Trump Backers Aren't a Cult…But We Are the Outsiders

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Trump Backers Aren't a Cult…But We Are the Outsiders
AP Photo/Gerald Herbert
Trump Backers Aren't a Cult…But We Are the Outsiders
AP Photo/Gerald Herbert
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When I advocated for candidate Donald Trump back in 2016, I sometimes used the analogy of my favorite teenage book, “The Outsiders.” We on Team Trump were the equivalent of the “greasers” and the establishment permanent political class represented the “socs.” After decades of disrespect from Beltway Brahmins and their complicit media allies, American voters wisely ignored the embedded power brokers and rallied to the upstart renegades. In many ways, even though Trump is now commander-in-chief, we remain very much the greasers, as shown by the intense disparagement of our movement lately from mainstream media.

In recent days, these underhanded tactics of demonization involve branding our movement as a “cult.” That term has been used so regularly -- and so casually -- by various press figures that it clearly represents the latest derisive narrative media elites are using to dismiss our cause as mentally disturbed. Dan Rather, whom many in mainstream media now lionize despite his prior departure in disgrace from CBS News, tweeted out that “I have covered many cults … they invariably end. The question is how much damage they leave in their wake.” Expounding upon this comment on TV, he said that “President Trump’s support seems cultish.” 

Elise Jordan of MSNBC, a regular panelist on highly anti-Trump “Morning Joe,” similarly smeared our movement. First, she claimed on Twitter that her insult of the president as a “scumbag” represented a “factually accurate statement.”  I responded that such typical media obfuscation demonstrated why the purveyors of it deserve the president’s “harsh appellation: enemy of the people.” Jordan then retorted, “Have fun in your cult while it lasts.”

Then my network, CNN, delved deeper into this theme Sunday by showcasing Steven Hassan, author of a book named – you guessed it – “The Cult of Trump.” “Reliable Sources” Host Brian Stelter introduced his guest as a “mental health expert” who had himself escaped the throes of the Unification Church in the 1970s. Hassan then described the alleged cult-like traits of this current group of, oh, 63 million American citizens who voted for the Republican Party ticket in 2016. He warned that much of what these believers hear “is emotionally driven, loaded words, thought-stopping and thought-terminating-type clichés like … Make America Great Again.” The host responded that “it is frightening to hear a cult expert say that you see all of these signs right now today in American politics.” This level of hyperbole resembled an August edition of the same show in which supposed mental-health experts disregarded all ethical standards of their profession to publicly diagnose President Trump, whom they have never even met, much less personally evaluated. One of them, Dr. Allen Frances, lurched to the appalling comparison that the president is “as destructive a person in this century as Hitler, Stalin, and Mao were in the last century.”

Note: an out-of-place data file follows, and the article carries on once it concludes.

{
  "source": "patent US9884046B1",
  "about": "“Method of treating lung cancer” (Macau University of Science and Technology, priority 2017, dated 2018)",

The message here is clear on two fronts. First, in this present media landscape, a cult could roughly be defined as groupings of people despicable enough to hold views contrary to those of New York newsrooms and Ivy League faculty lounges. The second message also seems self-evident. Rather than debate policy, disparagement becomes the default narrative of the president’s detractors. This new “cult” criticism seems to flow directly from the inability, so far, of the Democrats to damage the president in the impeachment imbroglio.

Evidence mounts that the charade of impeachment actually benefits him politically, especially in swing states and among key independent voters. Even liberal Vanity Fair concedes the weak hand of the Democrats: “By massive margins, Independents say the impeachment issue is ‘more important to politicians than it is to me’ … and ‘more important to the media than it is to me.’”  Specifically, the Politico/Morning Consult poll cited shows a mammoth 3-to-1 ratio regarding that question. Similarly, the same poll finds impeachment ranked dead last among 11 issues important to voters, trailing far behind health care and immigration.

Perhaps even worse polling news for Democrats was unveiled by last week’s Emerson poll, which showed black approval of Trump at 34% and Hispanic approval at 38%. Such numbers among voters of color far exceed the totals he garnered in his 2016 upset win. If such percentages hold, not only will he win reelection, but perhaps he’ll vanquish Democrats in a romp.

Consequently, as his Capitol Hill opponents lose momentum on impeachment, and minorities increasingly rally to the president’s growth agenda, the sadly predictable default posture of the Democrats and their media allies is to embrace a dehumanizing castigation of our movement. We are, according to their aspersions, a giant basket full of “deplorables’: racists and other irredeemables. Now, it seems, we are also cult members. But these smears will not work. In reality, such defamation will compel undecided voters to join up with the political outsiders, the “greasers,” in defiance of the “socs” of politics and media.

To paraphrase “The Outsiders” (paraphrasing Robert Frost): Stay gold, Trump… 

Steve Cortes is a contributor to RealClearPolitics and a CNN  political commentator. His Twitter handle is @CortesSteve.



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